Your body contains thousands of genes, which code for thousands of different proteins. Each protein, which is made up of a sequence of amino acids, contributes to the structure or function of your cells by supporting your metabolism, promoting cellular communication, and supporting the shape and structure of your cells. Each of your proteins has a primary structure, which is important for how the protein functions.
Protein structure is classified on four levels: primary, secondary, tertiary and quarternary. The primary structure of proteins refers to the sequence of amino acids that make up a protein chain, or polypeptide. Each protein has a unique primary structure that differs in both the order of amino acids in the polypeptide and the total number of amino acids that make up the protein molecule. The secondary and tertiary structures refer to the way the polypeptide is twisted and bent into a three-dimensional shape to make a functional protein. Quaternary structure refers to the way two or more polypeptides interact to make up a functional protein. Every protein in your body has a primary, secondary and tertiary structure, but only some proteins have a quaternary structure.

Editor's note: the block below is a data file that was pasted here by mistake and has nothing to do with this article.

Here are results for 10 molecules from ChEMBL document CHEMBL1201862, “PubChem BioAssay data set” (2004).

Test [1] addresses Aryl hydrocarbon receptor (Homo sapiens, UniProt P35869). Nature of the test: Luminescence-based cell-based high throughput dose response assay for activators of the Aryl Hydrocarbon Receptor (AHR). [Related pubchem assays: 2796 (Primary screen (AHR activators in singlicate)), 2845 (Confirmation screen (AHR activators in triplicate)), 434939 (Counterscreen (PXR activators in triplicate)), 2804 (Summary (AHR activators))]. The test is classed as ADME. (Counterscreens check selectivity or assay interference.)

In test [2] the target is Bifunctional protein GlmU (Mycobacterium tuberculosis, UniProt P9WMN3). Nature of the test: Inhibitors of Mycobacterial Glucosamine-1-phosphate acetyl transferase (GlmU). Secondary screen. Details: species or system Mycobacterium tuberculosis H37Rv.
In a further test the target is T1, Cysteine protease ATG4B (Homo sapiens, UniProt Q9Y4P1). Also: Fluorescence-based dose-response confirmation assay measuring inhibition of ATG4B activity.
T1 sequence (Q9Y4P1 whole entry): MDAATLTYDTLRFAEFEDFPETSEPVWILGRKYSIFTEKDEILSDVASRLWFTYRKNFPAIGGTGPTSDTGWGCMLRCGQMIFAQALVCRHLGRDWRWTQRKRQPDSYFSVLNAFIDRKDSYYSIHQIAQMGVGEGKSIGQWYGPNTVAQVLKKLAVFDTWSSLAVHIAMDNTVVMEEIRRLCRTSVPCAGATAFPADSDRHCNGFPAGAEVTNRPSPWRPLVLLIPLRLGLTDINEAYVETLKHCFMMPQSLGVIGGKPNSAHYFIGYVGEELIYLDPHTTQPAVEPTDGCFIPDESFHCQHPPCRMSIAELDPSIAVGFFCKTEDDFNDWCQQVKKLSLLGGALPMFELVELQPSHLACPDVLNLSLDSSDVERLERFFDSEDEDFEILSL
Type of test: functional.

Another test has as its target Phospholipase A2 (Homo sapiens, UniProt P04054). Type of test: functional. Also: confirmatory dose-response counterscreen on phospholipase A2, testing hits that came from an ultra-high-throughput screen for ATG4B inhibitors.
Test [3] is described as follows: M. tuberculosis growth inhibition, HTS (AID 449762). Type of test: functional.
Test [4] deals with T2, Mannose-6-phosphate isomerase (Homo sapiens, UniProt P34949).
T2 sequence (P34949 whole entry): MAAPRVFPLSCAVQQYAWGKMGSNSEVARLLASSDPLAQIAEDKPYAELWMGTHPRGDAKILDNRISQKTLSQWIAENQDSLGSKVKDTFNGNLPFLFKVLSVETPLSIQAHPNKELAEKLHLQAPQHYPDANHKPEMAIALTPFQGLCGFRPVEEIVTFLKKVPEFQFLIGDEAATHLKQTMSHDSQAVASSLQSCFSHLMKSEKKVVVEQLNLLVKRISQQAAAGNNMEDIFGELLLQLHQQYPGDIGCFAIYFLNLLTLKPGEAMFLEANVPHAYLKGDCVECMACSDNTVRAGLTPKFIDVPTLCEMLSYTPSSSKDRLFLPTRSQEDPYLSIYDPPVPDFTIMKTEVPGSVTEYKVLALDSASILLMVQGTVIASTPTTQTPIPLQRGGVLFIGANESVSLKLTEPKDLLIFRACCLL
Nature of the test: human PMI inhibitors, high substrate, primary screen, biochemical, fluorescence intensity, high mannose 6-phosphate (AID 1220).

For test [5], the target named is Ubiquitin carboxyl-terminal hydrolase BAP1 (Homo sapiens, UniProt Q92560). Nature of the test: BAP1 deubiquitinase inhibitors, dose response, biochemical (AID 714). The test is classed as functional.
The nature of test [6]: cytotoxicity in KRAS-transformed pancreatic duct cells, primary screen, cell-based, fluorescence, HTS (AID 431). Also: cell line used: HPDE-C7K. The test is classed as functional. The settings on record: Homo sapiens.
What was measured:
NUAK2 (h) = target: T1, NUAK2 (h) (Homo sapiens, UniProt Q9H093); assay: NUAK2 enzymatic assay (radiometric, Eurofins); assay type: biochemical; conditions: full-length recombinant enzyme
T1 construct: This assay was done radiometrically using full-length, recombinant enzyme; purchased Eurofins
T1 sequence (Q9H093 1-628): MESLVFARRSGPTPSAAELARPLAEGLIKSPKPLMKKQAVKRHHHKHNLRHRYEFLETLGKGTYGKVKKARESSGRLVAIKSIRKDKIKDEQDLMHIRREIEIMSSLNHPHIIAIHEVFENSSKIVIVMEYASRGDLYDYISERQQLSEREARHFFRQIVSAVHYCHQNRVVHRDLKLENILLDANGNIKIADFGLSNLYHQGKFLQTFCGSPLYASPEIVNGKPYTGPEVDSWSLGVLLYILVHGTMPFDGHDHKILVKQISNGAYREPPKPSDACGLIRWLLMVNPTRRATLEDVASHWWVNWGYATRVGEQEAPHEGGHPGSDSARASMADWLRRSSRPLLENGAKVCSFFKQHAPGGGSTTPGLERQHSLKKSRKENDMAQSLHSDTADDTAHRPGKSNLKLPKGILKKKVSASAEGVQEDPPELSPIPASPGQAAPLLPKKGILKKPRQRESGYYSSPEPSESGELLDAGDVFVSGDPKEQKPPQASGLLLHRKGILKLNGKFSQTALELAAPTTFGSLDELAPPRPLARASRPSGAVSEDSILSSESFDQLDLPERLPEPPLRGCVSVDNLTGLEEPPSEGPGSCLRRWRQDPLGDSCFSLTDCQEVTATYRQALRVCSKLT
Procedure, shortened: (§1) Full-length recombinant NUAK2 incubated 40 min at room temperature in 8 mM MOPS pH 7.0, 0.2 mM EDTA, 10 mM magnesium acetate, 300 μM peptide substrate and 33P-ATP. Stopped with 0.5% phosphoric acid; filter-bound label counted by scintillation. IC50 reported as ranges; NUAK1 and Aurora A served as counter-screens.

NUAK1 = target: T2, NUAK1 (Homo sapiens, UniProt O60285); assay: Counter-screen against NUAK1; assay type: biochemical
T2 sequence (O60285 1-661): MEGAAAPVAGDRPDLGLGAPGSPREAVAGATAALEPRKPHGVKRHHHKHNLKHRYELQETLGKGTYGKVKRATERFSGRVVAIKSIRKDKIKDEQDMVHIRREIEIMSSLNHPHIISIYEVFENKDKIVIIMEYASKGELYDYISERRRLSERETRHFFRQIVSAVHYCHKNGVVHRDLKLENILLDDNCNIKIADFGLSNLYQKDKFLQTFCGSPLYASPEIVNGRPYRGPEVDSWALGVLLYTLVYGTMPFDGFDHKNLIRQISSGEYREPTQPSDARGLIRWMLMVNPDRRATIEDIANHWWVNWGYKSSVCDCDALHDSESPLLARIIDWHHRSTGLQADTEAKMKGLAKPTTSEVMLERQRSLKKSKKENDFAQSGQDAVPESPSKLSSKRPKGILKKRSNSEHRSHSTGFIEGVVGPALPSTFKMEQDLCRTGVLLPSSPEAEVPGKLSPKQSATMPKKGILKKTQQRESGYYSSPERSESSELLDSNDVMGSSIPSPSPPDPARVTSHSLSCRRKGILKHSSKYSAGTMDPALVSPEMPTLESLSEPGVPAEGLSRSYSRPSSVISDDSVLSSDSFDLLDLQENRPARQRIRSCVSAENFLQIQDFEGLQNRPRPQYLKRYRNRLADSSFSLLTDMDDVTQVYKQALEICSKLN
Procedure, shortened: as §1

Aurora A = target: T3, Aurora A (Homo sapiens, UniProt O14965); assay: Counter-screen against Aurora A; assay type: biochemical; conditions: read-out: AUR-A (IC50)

One example of a protein with a primary structure is hemoglobin. This protein, found on your red blood cells, helps provide the tissues throughout your body with a constant supply of oxygen. The primary structure of hemoglobin is important because a change in only one amino acid can disrupt hemoglobin's function. For example, a single amino acid change to hemoglobin's primary structure can cause sickle cell anemia, a blood condition characterized by dysfunctional, sickle-shaped red blood cells.
Another protein with important primary structure is hexosaminidase, a protein that contributes to the function of cellular compartments called lysozymes. Maintaining lysozyme function is important to your health, since these compartments help your cells dispose of molecules that might otherwise harm the cell. A mutation in the primary structure of hexosaminidase can disrupt lysozyme function in the brain, leading to fatal Tay-Sachs disease. As a result, babies often undergo genetic testing for hexosaminidase mutations, to aid in early diagnosis of the disease.
Dystrophin is another protein with a primary structure. The presence of dystrophin contributes to muscle functioning, and the protein helps maintain the structure of your muscle fibers. Genetic mutations that change the primary structure of dystrophin -- such as the substitution of one amino acid for another, or deletions of amino acids -- can harm your muscle fibers, leading to diseases such as Duchenne muscular dystrophy.